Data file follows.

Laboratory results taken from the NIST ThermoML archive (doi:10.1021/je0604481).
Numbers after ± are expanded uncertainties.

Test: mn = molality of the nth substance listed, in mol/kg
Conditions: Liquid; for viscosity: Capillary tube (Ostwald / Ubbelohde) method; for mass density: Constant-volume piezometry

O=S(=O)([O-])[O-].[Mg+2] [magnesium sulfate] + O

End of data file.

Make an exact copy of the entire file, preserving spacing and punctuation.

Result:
Laboratory results taken from the NIST ThermoML archive (doi:10.1021/je0604481).
Numbers after ± are expanded uncertainties.

Test: mn = molality of the nth substance listed, in mol/kg
Conditions: Liquid; for viscosity: Capillary tube (Ostwald / Ubbelohde) method; for mass density: Constant-volume piezometry

O=S(=O)([O-])[O-].[Mg+2] [magnesium sulfate] + O